Smart Mobility Institute’s key takeaways: Four tips to successfully kick-start a new corporate mobility programme
It is essential to develop a clear company-wide vision on mobility and to listen carefully to all stakeholders, from the CEO to individual employees – these are just two of the key takeaways from the Smart Mobility Institute session held at The Square in Brussels on 9 November. The session was supported by Sixt, 1st Mobility and FREE NOW for Business, with Pim De Weerd of Philips and Cathy Geerts of SD Worx (pictured below) as expert speakers.
Here are our top four tips to successfully kick-start your new corporate mobility programme.
1. Set up a multidisciplinary team right from the start
Whoever thinks that implementing a corporate mobility programme can be done as a side project by HR or a fleet manager is in for a disappointment. The transition to smart and alternative corporate mobility is a change process that requires a clear vision from the organisation and must be supported by a multidisciplinary team comprising colleagues from HR, Finance, Tax, IT, Sustainability, IT, Procurement and Legal, as well as external corporate mobility specialists and suppliers.
2. Maintain the delicate balance between a top-down and a bottom-up approach
A top-down approach is not necessarily the best strategy when it comes to offering alternative mobility options instead of a company car. While it might be an excellent idea to let your CEO lead by example and commute to the office by e-bike, the change needs to be embraced by the entire workforce in order to make alternative corporate mobility truly successful. During the Smart Mobility Institute session, the frontrunners in corporate mobility all agreed that it works better to incorporate a bottom-up approach by listening to all employees’ mobility needs, concerns and ideas.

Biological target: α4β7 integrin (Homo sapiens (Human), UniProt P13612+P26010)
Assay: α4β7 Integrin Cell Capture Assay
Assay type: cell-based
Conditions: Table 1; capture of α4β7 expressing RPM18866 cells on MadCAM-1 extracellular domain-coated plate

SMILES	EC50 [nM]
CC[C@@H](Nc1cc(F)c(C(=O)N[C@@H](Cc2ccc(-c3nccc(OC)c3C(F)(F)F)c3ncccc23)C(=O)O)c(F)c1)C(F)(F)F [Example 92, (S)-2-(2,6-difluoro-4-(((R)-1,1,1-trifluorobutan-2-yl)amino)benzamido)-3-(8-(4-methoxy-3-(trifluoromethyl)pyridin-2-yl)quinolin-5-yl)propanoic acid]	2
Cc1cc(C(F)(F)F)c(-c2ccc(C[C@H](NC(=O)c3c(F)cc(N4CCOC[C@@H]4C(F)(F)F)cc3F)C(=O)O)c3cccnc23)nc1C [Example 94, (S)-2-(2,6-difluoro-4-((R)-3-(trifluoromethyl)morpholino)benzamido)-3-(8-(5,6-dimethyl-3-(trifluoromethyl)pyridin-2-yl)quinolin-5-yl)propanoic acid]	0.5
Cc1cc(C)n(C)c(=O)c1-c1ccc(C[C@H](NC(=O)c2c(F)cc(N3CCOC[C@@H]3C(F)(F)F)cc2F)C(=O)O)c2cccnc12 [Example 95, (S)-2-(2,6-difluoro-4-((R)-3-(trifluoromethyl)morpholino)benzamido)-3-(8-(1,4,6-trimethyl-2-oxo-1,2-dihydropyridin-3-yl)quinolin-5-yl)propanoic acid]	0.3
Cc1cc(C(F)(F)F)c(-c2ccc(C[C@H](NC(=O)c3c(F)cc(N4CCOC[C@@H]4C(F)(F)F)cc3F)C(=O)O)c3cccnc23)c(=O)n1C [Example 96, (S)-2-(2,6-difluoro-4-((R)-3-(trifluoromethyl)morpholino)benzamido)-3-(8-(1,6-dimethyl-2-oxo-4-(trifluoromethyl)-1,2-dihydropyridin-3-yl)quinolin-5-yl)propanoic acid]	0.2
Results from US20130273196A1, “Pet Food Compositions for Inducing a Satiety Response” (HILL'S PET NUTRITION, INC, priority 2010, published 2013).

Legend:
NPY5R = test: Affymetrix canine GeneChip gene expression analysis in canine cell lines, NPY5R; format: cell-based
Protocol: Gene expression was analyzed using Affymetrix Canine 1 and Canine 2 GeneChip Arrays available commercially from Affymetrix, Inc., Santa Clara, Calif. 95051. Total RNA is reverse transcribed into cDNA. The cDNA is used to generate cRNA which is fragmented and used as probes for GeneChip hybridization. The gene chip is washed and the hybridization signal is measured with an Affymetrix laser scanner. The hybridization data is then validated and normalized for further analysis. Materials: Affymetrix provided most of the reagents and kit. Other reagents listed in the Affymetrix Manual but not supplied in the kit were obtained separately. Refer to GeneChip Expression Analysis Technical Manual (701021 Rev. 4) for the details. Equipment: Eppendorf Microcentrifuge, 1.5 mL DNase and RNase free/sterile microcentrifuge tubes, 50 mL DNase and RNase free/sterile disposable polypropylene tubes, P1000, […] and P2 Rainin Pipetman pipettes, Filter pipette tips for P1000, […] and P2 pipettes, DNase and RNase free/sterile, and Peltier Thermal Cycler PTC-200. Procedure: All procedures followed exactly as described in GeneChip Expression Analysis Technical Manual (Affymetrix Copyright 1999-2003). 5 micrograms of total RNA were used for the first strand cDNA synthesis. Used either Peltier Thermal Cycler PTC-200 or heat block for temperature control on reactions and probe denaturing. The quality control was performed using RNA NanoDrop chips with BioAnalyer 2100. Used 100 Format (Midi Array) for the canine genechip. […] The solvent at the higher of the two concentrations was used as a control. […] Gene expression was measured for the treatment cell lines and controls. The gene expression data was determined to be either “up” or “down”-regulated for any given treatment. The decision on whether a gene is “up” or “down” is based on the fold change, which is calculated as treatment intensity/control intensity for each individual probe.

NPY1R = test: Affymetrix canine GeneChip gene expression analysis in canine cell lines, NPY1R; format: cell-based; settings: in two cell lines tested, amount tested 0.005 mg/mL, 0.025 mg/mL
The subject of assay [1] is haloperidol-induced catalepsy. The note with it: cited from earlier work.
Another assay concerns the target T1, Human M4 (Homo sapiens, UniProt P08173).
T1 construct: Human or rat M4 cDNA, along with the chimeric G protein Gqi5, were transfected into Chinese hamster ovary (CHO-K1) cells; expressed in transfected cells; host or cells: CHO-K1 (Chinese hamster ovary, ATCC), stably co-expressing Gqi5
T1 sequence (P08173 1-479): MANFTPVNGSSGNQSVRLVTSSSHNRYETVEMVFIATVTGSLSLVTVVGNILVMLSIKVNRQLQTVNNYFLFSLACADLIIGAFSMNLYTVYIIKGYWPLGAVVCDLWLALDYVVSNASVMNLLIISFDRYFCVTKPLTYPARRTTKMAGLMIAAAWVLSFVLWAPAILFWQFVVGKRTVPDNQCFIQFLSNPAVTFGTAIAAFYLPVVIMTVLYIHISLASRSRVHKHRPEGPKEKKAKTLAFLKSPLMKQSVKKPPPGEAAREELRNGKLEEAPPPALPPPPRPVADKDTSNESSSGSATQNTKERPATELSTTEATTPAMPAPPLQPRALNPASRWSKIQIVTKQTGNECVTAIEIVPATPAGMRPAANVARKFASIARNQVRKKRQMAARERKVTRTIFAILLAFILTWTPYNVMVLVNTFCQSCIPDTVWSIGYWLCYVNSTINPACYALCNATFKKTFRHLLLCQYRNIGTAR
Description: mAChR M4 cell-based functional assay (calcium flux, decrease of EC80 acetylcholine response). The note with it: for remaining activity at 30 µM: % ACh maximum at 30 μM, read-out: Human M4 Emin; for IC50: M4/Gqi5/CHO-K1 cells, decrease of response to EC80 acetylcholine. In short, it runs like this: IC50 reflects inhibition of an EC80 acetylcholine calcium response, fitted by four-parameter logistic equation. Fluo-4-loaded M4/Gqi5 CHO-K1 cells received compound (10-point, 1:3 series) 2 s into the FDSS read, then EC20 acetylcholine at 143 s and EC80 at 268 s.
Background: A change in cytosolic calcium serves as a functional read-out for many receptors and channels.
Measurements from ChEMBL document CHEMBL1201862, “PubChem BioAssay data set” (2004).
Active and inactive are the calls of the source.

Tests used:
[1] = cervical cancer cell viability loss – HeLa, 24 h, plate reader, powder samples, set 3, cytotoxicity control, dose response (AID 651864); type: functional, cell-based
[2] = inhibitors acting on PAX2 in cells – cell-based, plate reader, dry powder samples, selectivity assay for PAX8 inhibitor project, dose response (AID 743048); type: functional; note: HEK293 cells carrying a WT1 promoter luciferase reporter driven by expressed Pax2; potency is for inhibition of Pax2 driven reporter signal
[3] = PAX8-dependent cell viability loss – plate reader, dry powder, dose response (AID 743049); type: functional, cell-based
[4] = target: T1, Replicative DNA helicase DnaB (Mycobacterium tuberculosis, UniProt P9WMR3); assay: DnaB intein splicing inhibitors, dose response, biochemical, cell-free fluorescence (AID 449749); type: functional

3. View corporate mobility as a solution for all employees
Traditionally, a company car is only provided to those employees who need one in order to do their jobs or to the ‘happy few’ for whom it is a benefit. In contrast, a corporate mobility programme enables a company to offer mobility solutions to all its employees – not only as a tool of the trade or a perk, but also for incidental business travel and the regular commute.
4. Trust your employees to make safe and sustainable mobility choices
When implementing a corporate mobility programme, you are also placing your trust in your employees to make the ‘right’ – i.e. safe and sustainable – mobility choices. Whereas a cash-only policy might not give you the level of control you want, a mobility budget can. Just as a Working from Home policy can be designed to encourage the right results and output, so too can a Mobility policy, while still giving people the necessary flexibility and freedom to choose. Examples include introducing an incentive scheme to stimulate the reduction of the individual carbon footprint or to encourage carpooling, or reducing the vehicle size in combination with increasing the budget that can be spent on other mobility solutions or benefits.
Are you reviewing – or planning to review – your company’s employee benefits related to company cars and mobility? Are you seeking alignment with market practices such as the hybrid working model, and intelligent and flexible mobility solutions? Do you want to introduce a more environmentally friendly approach to corporate mobility? Or are you just keen to stay up to date with the latest trendsetting developments in corporate mobility?
If so, visit our website for more information. We are looking forward to seeing you at our next session, which will be held online on 9 December and for which you can register here.
Here is a video with the highlights of the session in Brussels and here you can donwload the E-Paper called 'The Brave New World of Car and Mobility Policies'.
Article by Saskia Harreman
Picture by Benjamin Brolet